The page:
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The Hidden Trace. Jewish Paths through Modernity at Felix Nussbaum Haus
The exhibition starts in the first half of the 20th century with the heyday of art which emerged in particular in metropolises such as Paris and Berlin. Photo: EFE / Friso Gentsch.

OSNABRUCK.- On the special occasion of its tenth anniversary in 2008, the Felix Nussbaum Museum Osnabrück, designed by Daniel Libeskind, will feature the extraordinary exhibition “The Hidden Trace: Jewish Paths Through Modernity” from 7 December 2008 until 19 April 2009 with high-calibre loans from renowned museums throughout Europe and the USA. What trace have Jewish artists left in 19th and 20th-century art history? And how can it be revealed? The anniversary show under the patronage of Federal Chancellor Dr Angela Merkel is devoted to the impact of Jewish culture and Jewish life on art in modernity over the past two centuries.

The thread of the exhibition is a fundamental experience which determines the tradition of Jewish culture: Jews live in the Diaspora (dispersion) in Germany and other countries. The basic idea of the concept relies on the realisation that up to the present, this experience is reflected throughout Jewish culture in numerous testimonies. Selected paintings of Felix Nussbaum are related to some 100 exhibits of national and international artists, thereby pointing out new continuities.

The exhibition starts in the first half of the 20th century with the heyday of art which emerged in particular in metropolises such as Paris and Berlin. Many artists and intellectuals of Jewish origin became protagonists of a dynamic and exciting development. In the beginning of the century, numerous Jewish artists came from the “Shtetls” of Eastern Europe. Marc Chagall, for instance, enters into an artistic dialogue by reviving the mystical world of the Hasidim in surrealistic combinations of images. Chaim Soutine, on the other hand, turns his back on Jewish tradition. Artists like Max Liebermann or Felix Nussbaum develop from a secularised understanding of Jewish tradition.

The seizure of power by the National Socialists puts an abrupt end to this culture and defames the avant-garde as being “degenerate.” Fear of persecution and expulsion becomes a subject in the works of many artists and writers.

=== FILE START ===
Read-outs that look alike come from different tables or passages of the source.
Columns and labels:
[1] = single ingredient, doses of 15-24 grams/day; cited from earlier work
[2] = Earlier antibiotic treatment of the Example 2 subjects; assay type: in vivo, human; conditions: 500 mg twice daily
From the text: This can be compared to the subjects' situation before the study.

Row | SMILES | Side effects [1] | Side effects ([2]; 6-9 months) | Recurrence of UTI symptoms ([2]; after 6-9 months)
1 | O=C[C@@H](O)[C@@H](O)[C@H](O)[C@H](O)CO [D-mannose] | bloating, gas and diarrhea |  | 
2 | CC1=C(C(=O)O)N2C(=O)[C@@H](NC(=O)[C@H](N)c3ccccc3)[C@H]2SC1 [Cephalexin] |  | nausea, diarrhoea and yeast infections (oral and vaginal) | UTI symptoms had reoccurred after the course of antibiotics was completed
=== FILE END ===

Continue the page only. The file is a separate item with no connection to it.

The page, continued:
After 1945, in particular the New York School and the London School start to develop new pictorial languages, with many important stimuli coming in particular from the immigrated artists. In the 1940s, for instance, Barnett Newman and Mark Rothko establish abstract expressionism as a counterconcept to European painting. In London, artists like Lucian Freud and R. B. Kitaj design their figurations from “human ashes”, so to speak. Kitaj formulates the concept of “diasporist painting”.

Even today, the Shoah continues to be present in works of Jewish and non-Jewish artists. In the focus are different forms of recollection of Jewish life and a cultural memory shaped by the Shoah. They pick up traces which are represented in the exhibition by works of Christian Boltanski or Rebecca Horn, among others.

The spectrum of subjects which ranges from the burden of memory to global experience in the face of worldwide crises reaches into contemporary art. For art, this situation means that different cultural forms of expression are intensively intertwined.

In the context of Jewish identity, “transit” originally denotes the way into exile, which today has become a global experience due to the effects of worldwide crises. In contemporary art, the Hebrew bible as a portable shrine and basis of versatile and deductive thinking has found its expression for instance in the works of Dani Karavan or William Kentridge.

Increasing globalisation forms a contrast to cultural and territorial conflicts. Israel is one of the culminating points of these conflicts. These processes are critically accompanied and examined by artists like Larry Abramson and Yael Bartana.

The exhibition directs the visitor’s eye to works of art which owe their existence in different ways to these stimuli from Jewish tradition and the associated Diaspora experience. By relating them to the architecture of the Felix Nussbaum House, this “hidden trace” is to be visualised.

All exhibited works will be reproduced in a catalogue and explained and related to each other by accompanying text. The exhibition will be complemented by an extensive supporting programme.

The anniversary exhibition is made possible with the kind assistance of: the Federal State of Lower Saxony, Ernst von Siemens Kunststiftung, Klosterkammer Hannover, Niedersächsische Sparkassenstiftung, Sparkasse Osnabrück, VGH, Stiftung Stahlwerk Georgsmarienhütte, Felix Nussbaum Foundation, Felix Nussbaum Gesellschaft and Museums- und Kunstverein Osnabrück e.V.

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